Guest post by Scott Wood, power technDanotek Motion Technologies
There's been a lot of discussion about jobs in energy lately. I'd like to chip in my two cents, because I have one of those jobs myself.
Right now I work for Danotek Motion Technologies, a company that's based in the Detroit suburbs and that makes a line of industrial equipment used in the wind power business–specifically, advanced permanent magnet generators and full-power converters that are used in both land-based and offshore wind turbines.
I've been with Danotek for about a year and a half, since finishing a power technician training course at the Michigan Institute for Aviation and Technology (MIAT) in Canton, Michigan.
Before deciding to try finding a job in the wind energy industry, I was a construction worker for 18 years. Michigan’s economy has been having a hard time for many years, and so construction work hasn't been very dependable. Beginning in 2009, I found myself out of work for a year, and I started thinking it was time to look for something else to do. I was on a hunting trip in northern Michigan and happened to drive by a wind farm. I decided to stop and see what I could find out about it, and as someone who is concerned about conservation, I thought it made a lot of sense. That led me to go to MIAT for the training I would need to get a job in the wind power industry.
I still think using more wind power is a good idea. It's clean, it's affordable, and it's renewable, so it will never run out. Under the Bush Administration, the U.S. Department of Energy (DOE) said wind could supply 20 percent of America's electricity needs by the year 2030. That was in 2008, and in the four years since then, the U.S. wind industry has stayed on track toward that ambitious target. By the end of this year, it will be almost one-quarter of the way there. At the same time, some other positive things have happened: the cost of electricity from wind farms is coming down, and since 2005, the amount of domestic content that is contained in wind turbines installed across the U.S. has nearly tripled.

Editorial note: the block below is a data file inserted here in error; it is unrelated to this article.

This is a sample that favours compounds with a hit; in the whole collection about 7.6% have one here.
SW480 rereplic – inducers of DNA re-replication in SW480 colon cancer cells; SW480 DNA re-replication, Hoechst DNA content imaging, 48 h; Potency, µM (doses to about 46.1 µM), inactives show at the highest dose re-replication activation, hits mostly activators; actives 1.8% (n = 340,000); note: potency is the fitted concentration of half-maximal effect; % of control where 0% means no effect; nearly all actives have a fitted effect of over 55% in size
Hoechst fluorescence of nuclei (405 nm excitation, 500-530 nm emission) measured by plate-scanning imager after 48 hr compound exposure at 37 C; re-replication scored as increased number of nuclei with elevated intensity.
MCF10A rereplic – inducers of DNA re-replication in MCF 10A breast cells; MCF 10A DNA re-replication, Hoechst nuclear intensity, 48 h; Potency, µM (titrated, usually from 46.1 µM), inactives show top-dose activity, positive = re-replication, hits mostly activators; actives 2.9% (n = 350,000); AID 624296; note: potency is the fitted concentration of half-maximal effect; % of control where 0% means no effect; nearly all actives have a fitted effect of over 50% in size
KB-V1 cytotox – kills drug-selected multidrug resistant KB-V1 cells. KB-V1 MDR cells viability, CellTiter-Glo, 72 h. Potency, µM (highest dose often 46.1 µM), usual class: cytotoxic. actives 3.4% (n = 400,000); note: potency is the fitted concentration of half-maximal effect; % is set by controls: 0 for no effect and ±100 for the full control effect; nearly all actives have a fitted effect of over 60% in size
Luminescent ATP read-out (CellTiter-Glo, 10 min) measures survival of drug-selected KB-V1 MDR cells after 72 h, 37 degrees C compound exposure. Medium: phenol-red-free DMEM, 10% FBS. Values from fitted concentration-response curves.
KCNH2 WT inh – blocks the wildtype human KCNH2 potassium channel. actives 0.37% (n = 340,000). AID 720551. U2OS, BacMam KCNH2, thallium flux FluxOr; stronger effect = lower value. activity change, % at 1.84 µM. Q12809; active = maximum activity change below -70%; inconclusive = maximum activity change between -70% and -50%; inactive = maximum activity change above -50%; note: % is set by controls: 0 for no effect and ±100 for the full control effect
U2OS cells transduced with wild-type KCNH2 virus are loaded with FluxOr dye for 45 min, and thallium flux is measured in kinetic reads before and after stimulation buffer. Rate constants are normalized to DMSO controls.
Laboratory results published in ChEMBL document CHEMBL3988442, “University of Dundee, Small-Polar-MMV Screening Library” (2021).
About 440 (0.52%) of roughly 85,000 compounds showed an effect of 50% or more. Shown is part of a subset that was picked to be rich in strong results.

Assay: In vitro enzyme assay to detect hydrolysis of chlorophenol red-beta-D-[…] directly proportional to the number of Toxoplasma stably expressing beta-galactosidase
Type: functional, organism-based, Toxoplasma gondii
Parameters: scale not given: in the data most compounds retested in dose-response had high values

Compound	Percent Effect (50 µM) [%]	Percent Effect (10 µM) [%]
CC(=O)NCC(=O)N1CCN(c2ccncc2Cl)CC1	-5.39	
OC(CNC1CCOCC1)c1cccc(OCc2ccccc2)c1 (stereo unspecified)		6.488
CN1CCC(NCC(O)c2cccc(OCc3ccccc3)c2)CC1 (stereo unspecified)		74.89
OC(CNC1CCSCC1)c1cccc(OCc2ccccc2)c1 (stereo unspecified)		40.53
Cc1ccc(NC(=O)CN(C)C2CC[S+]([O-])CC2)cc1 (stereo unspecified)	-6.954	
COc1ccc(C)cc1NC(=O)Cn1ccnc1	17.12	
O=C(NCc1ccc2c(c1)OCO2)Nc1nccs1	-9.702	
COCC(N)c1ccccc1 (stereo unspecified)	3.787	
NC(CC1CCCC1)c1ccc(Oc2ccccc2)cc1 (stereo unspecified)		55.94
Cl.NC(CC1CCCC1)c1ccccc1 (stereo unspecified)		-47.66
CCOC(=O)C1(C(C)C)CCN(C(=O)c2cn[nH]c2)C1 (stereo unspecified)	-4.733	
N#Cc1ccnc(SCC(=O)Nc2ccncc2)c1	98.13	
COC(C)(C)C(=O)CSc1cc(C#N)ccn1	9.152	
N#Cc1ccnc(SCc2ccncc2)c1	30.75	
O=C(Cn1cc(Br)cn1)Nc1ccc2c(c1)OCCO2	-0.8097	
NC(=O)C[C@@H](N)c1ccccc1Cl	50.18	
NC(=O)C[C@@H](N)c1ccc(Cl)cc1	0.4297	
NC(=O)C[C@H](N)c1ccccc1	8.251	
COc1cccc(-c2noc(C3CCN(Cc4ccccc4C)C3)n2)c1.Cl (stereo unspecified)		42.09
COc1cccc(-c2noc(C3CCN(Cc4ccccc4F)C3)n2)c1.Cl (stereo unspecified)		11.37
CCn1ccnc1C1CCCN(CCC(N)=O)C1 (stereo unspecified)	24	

Working in the wind industry has been good for me, too. I have a challenging job I enjoy that provides a steady paycheck, and that means a lot to me. I assemble generators and wiring systems, and help out with any other jobs that need a power technician. Danotek is a small but growing business (about 50 employees), so there’s a variety of work each day.
Danotek has done a lot to expand its business, by selling the products it makes to wind turbine manufacturers in both North America and Europe. We don't need fewer companies like it, we need more–putting Americans back to work and manufacturing quality products to serve the growing clean energy industry around the world. There are many, many workers in Michigan and other manufacturing states today who need a decent job and could be trained to work in this industry. I know. I used to be one.